As for me, he criticizes the smallest incident. Two years ago, I wrote him a letter, and had him sign it, stating I will not tolerate his bad behavior and swearing any longer. It said that he needed to calm his anger and to not use abusive language. If he did not stop, our relationship would end by a separation. It went well until about six months ago when the quick anger started again and the rude behavior with people returned. I believe he is bipolar. He can be very thoughtful and caring to the nth degree, until something sparks his anger, and the niceness is dropped. I strive to be happy. I need my world to be as pleasant and peaceful as possible. I try to make other people's day better, not worse. Believe it or not, I still love him, but I do not like him. What should I do now, please?
— Bette R., Ypsilanti, Michigan
As your litany unfolded, I could hear readers muttering, "Walk out on the grouchy S.O.B." But this is a case where you cannot leave until you make some basic decisions. The first is the most important: Is this a situation you can fix? To answer yes, the following must be true:
- Your husband recognizes and acknowledges the problem.
- He regrets losing his temper.
- He asks for help.
- He wants to include you in the healing process.
- You see signs of improvement when you take action.
I'd also like to mention a bit more about his anger. At his age, I assume he's retired. Men who leave a job that meant everything to them wind up, through no fault of their own, feeling bitter and wronged. It's this internal bitterness that causes the outbursts. He feels better by making others feel worse. His sense of loss is compensated for by showing others that he is in distress. But since he doesn't want to admit that he is in distress, he displays his hidden feelings as anger.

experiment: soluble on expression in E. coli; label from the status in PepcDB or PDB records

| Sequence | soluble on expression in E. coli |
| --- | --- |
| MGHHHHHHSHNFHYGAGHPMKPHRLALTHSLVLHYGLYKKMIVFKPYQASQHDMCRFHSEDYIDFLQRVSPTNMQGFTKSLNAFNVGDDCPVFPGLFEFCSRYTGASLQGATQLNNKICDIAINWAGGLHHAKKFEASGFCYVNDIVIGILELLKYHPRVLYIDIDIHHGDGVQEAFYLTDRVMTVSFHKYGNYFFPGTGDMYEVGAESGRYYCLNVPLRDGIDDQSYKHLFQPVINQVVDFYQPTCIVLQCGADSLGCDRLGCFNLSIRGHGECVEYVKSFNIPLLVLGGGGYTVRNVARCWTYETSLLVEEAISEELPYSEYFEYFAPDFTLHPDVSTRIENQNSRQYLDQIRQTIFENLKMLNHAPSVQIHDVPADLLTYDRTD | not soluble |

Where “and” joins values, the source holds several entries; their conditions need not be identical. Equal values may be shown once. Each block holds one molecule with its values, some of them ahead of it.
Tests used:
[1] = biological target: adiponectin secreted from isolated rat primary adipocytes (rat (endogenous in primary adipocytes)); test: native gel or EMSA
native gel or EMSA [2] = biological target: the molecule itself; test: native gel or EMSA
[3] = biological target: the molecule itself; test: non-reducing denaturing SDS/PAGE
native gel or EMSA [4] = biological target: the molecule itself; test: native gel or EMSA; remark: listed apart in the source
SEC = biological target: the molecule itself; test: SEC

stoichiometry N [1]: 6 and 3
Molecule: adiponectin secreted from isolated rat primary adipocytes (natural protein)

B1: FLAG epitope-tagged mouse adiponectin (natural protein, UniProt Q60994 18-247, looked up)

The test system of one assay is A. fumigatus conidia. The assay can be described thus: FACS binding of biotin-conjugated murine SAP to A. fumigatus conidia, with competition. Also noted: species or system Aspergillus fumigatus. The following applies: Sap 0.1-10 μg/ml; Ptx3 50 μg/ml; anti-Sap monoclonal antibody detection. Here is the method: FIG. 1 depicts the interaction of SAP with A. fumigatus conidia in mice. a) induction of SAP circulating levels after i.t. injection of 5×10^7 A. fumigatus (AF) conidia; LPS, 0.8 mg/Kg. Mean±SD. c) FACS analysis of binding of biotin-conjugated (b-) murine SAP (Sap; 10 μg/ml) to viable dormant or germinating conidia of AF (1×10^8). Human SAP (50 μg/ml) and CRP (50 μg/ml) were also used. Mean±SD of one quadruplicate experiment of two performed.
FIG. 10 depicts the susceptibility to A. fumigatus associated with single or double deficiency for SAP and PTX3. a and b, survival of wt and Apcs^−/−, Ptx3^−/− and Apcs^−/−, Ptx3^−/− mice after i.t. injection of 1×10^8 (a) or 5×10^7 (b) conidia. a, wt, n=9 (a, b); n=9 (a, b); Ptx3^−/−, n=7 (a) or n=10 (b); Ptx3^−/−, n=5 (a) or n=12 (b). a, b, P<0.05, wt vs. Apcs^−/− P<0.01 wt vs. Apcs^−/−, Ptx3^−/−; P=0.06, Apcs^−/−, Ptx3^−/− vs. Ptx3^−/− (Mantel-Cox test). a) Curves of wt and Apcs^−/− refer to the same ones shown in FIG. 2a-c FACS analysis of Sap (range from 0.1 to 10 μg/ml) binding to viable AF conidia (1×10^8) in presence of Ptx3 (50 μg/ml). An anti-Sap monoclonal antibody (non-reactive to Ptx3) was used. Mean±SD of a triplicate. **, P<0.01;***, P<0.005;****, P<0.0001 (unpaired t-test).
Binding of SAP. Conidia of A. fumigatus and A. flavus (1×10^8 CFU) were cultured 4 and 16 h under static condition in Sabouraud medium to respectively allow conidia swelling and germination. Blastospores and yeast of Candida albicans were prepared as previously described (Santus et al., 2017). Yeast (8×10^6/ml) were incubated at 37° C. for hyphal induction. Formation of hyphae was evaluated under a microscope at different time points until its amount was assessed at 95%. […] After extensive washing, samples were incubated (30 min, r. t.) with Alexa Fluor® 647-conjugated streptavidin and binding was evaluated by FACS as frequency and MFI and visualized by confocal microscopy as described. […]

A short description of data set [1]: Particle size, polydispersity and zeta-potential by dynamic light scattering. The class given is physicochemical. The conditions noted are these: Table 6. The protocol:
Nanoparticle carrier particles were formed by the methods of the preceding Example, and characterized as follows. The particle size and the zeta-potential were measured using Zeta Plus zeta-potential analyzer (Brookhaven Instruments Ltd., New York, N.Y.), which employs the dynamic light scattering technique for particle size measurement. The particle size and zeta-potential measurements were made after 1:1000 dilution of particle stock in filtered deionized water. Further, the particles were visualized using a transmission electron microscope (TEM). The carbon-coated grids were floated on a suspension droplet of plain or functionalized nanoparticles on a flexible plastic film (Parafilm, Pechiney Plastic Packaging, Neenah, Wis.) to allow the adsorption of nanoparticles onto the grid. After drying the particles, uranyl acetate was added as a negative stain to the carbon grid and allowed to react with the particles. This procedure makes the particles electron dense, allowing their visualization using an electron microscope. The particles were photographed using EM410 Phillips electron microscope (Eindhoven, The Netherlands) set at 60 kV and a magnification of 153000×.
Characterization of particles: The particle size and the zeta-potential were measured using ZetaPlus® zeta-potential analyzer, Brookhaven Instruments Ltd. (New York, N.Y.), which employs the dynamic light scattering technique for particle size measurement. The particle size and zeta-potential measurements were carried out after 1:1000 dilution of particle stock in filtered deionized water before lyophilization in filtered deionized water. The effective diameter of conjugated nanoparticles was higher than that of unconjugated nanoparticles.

There are other ingredients that come to mind, such as his need to be right. This is a symptom of control issues. Perhaps at his work he had authority and could tell others how to do their job. Perhaps he was always a finicky perfectionist or someone who never could be pleased. Age may have exacerbated those tendencies. This happens because older people often let down their social boundaries. Their excuse for turning boorish is "I'm too old to care what other people think." That's sad but quite common.
I hope I've given you enough information to make the right decision. You don't need to live with an insufferable grouch who won't admit that he's the one who needs to get right, not the waiter who tips a coffee cup or a clerk who hasn't memorized a store's entire inventory. I think you are well equipped to make some hard choices.
Next question: I'm so in love that I'm afraid to screw things up. How do I stop myself?
Every week, Deepak will be answering questions from readers just like you—ask your question now!
Deepak Chopra is the author of more than 50 books on health, success, relationships and spirituality, including his current best-seller, Reinventing the Body, Resurrecting the Soul, and The Ultimate Happiness Prescription, which are available now. You can listen to his show on Saturdays every week on SiriusXM Channels 102 and 155.
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